Monday, September 9, 2013

On vaccinations and faith

OrthoCuban has a post up on vaccination entitled "Texas, vaccinations, and here we go again." Knowing many people who choose not to vaccinate their children either at all or very selectively, I don't think it's as cut-and-dry as it is presented (e.g. I don't think all vaccines are as innocuous as popularly presented), but wanted to give the post more visibility. Please do comment on it.

As you look at the video above, you will see that a whooping-cough epidemic has broken out in this country. The State of Texas has the worst of it; they are under a health alert. Already two babies have died. Medical authorities are appealing in various states for parents to vaccinate their children. More children may die because of the failure of parents to vaccinate their children.

I can only think, “Here we go again!” I have written more than one blog post dealing with the non-Christian idea that opposes faith to science. Because of the false idea that science and faith are opposed, many Christian parents have stopped vaccinating their children. When challenged they respond either with Bible verses that supposedly speak that we are to have faith, or they cobble together a series of arguments that appear to show that vaccination is worse than not vaccinating your children. In every case, there are both eisogetical and logical errors backing those very wrong conclusions. If all else fails, there is a very American ideal that gets cited. Somehow God does not want anyone to be able to speak into your family situation so that only the parents have anything to say about their children. If anyone dares to say anything, somehow they are violating God’s institution of marriage and the family. Both Holy Tradition and Scripture contradict this viewpoint.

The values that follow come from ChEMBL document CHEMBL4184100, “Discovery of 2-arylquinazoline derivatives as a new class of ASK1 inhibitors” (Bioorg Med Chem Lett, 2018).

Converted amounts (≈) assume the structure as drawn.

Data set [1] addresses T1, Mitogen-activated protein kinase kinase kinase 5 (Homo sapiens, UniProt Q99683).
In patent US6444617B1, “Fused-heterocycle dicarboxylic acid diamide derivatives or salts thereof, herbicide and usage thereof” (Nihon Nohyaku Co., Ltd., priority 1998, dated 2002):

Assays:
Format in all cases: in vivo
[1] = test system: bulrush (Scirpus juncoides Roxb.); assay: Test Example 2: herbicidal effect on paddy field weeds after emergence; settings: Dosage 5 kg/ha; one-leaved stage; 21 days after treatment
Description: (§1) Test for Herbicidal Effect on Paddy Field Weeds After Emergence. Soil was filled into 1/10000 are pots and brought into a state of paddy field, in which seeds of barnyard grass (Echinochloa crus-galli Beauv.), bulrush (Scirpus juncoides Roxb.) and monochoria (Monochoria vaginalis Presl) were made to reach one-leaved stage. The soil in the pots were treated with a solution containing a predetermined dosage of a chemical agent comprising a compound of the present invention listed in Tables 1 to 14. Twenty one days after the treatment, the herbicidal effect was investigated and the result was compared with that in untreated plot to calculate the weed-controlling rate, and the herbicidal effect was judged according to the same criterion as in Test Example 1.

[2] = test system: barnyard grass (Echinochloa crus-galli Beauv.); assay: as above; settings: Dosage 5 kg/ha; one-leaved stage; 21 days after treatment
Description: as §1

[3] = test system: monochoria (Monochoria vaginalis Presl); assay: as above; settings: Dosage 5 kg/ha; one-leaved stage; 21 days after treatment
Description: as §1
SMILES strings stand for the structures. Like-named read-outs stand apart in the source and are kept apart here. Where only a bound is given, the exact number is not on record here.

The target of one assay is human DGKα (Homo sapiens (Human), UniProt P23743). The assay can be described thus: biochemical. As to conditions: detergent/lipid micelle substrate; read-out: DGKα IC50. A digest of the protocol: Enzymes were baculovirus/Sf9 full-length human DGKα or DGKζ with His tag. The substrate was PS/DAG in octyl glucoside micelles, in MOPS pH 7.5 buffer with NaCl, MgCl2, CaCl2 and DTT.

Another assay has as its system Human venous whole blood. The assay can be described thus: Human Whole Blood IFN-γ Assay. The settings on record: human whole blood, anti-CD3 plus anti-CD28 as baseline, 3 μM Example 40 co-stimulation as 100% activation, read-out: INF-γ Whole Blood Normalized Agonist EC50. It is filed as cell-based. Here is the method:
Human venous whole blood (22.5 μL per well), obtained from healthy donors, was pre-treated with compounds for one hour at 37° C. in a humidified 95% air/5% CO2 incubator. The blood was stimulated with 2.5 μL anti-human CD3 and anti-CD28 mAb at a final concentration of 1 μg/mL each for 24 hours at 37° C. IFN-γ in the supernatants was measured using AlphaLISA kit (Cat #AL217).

Unfortunately for those parents, there is an empirical reality check. It is a reality check that indicates whether their thinking is correct. That reality check is that the more parents that do not vaccinate their children, the more that preventable childhood diseases return to the USA. Sadly, it is the children who pay the price for the mistaken thinking of the adults. Sadly, various Christian parents will speak of the need to have more faith or really true faith. Sadly, other Christian parents will quote discredited studies to continue to claim that it is worse to vaccinate their children. Sadly, for those parents, they will not be able to understand why their child is sick, why their ideas are ever so wrong.

Sadly, those very same parents with their unnecessarily sick children will help to contribute to the view that theologically conservative Christians are fools.

So, I have chosen to write again. I have little hope anymore that I will change minds. But, there are children who will pay the price. So, if I can even change the opinion of one parent, it will be worth it. Please vaccinate your children. It is the godly thing to do.


  1. You are missing the reason why many do not vaccinate today, and it has nothing to do with opposing science with faith, but with the mass of evidence pointing to the harm some vaccinations cause. You can read about the problems with vaccinations here: